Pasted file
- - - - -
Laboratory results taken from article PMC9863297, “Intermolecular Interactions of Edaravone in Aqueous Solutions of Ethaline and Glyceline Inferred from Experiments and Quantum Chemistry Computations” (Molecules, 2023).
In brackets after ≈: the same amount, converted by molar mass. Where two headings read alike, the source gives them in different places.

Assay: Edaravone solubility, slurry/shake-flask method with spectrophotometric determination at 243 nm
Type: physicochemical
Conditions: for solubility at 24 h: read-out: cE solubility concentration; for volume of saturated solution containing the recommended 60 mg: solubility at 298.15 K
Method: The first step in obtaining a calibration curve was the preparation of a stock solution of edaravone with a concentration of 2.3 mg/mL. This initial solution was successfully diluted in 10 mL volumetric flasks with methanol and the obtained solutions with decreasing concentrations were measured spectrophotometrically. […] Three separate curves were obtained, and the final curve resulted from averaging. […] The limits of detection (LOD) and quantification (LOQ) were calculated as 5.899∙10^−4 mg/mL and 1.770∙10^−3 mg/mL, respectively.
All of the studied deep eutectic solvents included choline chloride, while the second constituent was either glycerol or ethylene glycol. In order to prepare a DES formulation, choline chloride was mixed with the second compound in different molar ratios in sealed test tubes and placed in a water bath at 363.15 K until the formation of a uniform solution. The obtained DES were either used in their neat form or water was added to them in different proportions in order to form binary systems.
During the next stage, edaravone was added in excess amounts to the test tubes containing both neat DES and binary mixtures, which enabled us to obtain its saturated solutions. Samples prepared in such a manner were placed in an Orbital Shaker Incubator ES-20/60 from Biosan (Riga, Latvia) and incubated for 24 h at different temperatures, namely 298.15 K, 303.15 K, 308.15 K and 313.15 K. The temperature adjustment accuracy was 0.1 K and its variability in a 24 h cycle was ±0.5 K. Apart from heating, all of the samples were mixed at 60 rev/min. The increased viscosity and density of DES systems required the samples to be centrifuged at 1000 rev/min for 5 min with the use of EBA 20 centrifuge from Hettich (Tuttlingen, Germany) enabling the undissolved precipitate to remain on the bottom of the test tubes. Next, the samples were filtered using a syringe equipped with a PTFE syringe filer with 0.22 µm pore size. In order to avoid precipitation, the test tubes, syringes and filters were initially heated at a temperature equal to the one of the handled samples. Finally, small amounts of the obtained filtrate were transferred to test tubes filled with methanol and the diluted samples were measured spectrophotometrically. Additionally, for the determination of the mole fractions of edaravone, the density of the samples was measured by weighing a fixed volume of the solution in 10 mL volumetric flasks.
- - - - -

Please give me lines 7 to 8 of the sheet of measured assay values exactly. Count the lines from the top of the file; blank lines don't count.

All of the studied deep eutectic solvents included choline chloride, while the second constituent was either glycerol or ethylene glycol. In order to prepare a DES formulation, choline chloride was mixed with the second compound in different molar ratios in sealed test tubes and placed in a water bath at 363.15 K until the formation of a uniform solution. The obtained DES were either used in their neat form or water was added to them in different proportions in order to form binary systems.
During the next stage, edaravone was added in excess amounts to the test tubes containing both neat DES and binary mixtures, which enabled us to obtain its saturated solutions. Samples prepared in such a manner were placed in an Orbital Shaker Incubator ES-20/60 from Biosan (Riga, Latvia) and incubated for 24 h at different temperatures, namely 298.15 K, 303.15 K, 308.15 K and 313.15 K. The temperature adjustment accuracy was 0.1 K and its variability in a 24 h cycle was ±0.5 K. Apart from heating, all of the samples were mixed at 60 rev/min. The increased viscosity and density of DES systems required the samples to be centrifuged at 1000 rev/min for 5 min with the use of EBA 20 centrifuge from Hettich (Tuttlingen, Germany) enabling the undissolved precipitate to remain on the bottom of the test tubes. Next, the samples were filtered using a syringe equipped with a PTFE syringe filer with 0.22 µm pore size. In order to avoid precipitation, the test tubes, syringes and filters were initially heated at a temperature equal to the one of the handled samples. Finally, small amounts of the obtained filtrate were transferred to test tubes filled with methanol and the diluted samples were measured spectrophotometrically. Additionally, for the determination of the mole fractions of edaravone, the density of the samples was measured by weighing a fixed volume of the solution in 10 mL volumetric flasks.